Rene Clement’s Forbidden Games (1952) is the classic French picture which centers on two youngsters living in rural France in 1940 as German planes invade the air space and drop bombs on various sites in the country.
When death pervades in the sphere of children is what the film is about but, plainly, additional themes obtain as well. One of them is the ineffectiveness of religion in causing people, such as the peasant family, to behave as they ought. This goes only so far, however. Usually the conduct of clergy in Forbidden Games is unobjectionable, and at any rate it isn’t as though Catholicism is not needed in rural France. But although the kids here play what is easily termed a forbidden game—for it involves theft—adults in those German planes are playing a worse forbidden game involving murder. It is an extreme on a scale of adult games.
(In French with English subtitles)
The Wind and the Lion (1975) is an adventure yarn with Theodore Roosevelt (Brian Keith) as one of the chief characters. If director-writer John Milius admires Roosevelt, as I have read, why did he fail to make him a serious man? Keith’s performance is fine; Milius’s writing is not. It turns ludicrous.
Wind also stars Sean Connery (good) and Candice Bergen (bad). Appearing as well is John Huston, whose presence produced in me the desire to see The Man Who Would Be King, for it’s a much better period piece than this.
In Suicide Killers, a 2006 documentary by Pierre Rehov, would-be Muslim suicide bombers prove they are eaten up with religion. Bad religion. Arabs who abhor the bombers’ violence are here too, and they also are Muslims. One of them, an Israeli Arab, says he was completely changed by the experience of a Jewish woman dying in his arms after a jihadist explosion. This is rational, but irrationality is what carries the day. To a Palestinian terrorist, to kill a Jew is to serve Allah: One of them tells himself, “You didn’t kill them, God killed them” . . . The Israeli bombing survivors whom Rehov interviews—all of whom are women (why no men?)—are not exactly insouciant about the jihadist attacks. A woman named Yael was so traumatized she is now “scared of everything.” I’m glad Rehov didn’t neglect these survivors.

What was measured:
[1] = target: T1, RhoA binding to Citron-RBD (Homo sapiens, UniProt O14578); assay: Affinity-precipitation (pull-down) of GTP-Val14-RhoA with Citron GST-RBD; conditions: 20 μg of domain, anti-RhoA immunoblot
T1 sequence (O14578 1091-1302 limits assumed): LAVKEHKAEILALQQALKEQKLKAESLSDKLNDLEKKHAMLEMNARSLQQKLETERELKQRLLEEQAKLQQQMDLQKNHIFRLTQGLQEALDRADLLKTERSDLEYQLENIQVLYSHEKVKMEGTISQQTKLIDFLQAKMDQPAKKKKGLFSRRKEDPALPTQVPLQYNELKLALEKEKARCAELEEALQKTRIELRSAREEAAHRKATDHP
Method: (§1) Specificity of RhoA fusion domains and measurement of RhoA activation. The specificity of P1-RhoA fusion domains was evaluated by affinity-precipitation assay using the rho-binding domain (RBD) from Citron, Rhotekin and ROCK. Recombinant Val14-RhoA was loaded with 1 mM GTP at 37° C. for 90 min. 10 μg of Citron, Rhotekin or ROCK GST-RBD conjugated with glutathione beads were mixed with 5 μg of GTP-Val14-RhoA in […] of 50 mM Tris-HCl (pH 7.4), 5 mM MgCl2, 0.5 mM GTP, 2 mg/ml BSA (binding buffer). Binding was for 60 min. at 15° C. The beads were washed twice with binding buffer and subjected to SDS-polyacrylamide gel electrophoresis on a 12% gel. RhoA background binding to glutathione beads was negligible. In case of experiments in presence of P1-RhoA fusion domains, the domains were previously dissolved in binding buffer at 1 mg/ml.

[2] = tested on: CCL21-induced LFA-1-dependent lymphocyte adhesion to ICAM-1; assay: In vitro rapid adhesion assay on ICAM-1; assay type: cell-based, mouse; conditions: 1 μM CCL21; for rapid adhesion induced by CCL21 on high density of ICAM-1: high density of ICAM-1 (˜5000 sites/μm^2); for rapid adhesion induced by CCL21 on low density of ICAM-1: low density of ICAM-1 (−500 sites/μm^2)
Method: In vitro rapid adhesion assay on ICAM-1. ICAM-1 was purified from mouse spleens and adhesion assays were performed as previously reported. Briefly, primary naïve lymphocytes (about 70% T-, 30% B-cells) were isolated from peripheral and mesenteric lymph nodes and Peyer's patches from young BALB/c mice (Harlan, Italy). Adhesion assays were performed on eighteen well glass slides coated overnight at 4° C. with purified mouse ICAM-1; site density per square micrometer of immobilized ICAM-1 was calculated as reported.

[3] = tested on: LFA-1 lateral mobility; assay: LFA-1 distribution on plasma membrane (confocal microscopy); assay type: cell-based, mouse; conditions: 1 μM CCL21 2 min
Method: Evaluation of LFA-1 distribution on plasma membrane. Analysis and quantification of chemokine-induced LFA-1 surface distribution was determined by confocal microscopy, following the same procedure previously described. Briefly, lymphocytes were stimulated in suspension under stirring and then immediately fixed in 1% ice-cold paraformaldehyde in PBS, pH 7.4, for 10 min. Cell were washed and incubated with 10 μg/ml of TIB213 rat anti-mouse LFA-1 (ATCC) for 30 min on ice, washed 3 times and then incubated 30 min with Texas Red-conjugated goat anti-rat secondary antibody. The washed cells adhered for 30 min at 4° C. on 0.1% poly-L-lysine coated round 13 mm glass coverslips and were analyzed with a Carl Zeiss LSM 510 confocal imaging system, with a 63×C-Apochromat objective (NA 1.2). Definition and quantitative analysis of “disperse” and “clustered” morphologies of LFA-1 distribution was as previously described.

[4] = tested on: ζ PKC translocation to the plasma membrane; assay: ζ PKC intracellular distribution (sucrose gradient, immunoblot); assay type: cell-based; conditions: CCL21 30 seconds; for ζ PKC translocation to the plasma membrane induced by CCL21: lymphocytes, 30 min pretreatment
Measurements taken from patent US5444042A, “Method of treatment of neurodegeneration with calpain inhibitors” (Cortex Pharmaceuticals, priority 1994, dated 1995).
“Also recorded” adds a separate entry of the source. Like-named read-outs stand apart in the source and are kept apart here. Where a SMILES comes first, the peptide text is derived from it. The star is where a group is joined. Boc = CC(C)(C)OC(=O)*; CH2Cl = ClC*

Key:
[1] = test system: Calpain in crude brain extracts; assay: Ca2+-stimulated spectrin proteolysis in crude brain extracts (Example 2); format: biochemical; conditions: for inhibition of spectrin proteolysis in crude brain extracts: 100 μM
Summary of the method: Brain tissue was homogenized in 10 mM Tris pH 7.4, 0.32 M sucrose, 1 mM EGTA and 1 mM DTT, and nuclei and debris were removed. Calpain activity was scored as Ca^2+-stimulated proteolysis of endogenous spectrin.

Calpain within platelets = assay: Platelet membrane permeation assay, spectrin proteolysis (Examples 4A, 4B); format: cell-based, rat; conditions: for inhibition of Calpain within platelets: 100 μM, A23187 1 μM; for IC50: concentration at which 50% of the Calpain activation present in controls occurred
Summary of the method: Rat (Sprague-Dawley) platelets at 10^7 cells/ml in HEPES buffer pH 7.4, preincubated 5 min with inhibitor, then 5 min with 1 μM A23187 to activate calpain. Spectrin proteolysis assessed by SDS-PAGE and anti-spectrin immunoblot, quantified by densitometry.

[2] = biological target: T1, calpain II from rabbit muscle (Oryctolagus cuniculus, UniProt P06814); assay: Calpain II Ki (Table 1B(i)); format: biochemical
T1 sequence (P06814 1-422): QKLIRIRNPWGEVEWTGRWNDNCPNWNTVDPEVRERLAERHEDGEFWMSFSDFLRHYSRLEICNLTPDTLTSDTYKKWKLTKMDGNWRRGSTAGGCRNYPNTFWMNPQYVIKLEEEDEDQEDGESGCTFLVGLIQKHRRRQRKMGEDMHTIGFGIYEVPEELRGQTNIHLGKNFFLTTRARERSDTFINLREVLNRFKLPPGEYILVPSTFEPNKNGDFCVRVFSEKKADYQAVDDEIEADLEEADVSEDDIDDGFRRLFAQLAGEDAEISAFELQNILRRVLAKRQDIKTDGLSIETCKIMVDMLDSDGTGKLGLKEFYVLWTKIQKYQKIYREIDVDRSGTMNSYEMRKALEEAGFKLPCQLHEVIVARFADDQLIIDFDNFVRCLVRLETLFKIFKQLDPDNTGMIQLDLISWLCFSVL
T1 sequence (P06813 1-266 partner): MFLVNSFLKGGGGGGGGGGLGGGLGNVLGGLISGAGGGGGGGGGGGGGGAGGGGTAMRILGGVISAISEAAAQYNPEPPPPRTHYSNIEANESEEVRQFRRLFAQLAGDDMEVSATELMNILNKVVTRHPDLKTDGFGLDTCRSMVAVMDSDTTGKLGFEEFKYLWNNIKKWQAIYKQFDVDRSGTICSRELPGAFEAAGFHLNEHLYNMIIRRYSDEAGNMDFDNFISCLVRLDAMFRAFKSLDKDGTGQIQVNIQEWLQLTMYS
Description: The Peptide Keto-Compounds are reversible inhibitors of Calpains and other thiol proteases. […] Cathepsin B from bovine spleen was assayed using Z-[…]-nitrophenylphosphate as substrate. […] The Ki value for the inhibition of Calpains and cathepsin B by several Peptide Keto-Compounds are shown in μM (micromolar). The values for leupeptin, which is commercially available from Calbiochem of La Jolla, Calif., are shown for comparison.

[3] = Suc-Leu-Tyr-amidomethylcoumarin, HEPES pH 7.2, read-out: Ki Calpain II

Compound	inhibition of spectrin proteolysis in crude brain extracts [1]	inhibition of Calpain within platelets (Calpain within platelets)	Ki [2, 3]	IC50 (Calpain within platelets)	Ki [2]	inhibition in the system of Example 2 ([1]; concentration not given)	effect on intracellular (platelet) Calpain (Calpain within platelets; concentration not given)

The movie touches on the poverty of the Palestinian people, but also on the tendency of Arab dictatorships to keep their people poor—people who firmly believe in the hereafter and are so often anti-Jewish. A recipe for terrorist action, this.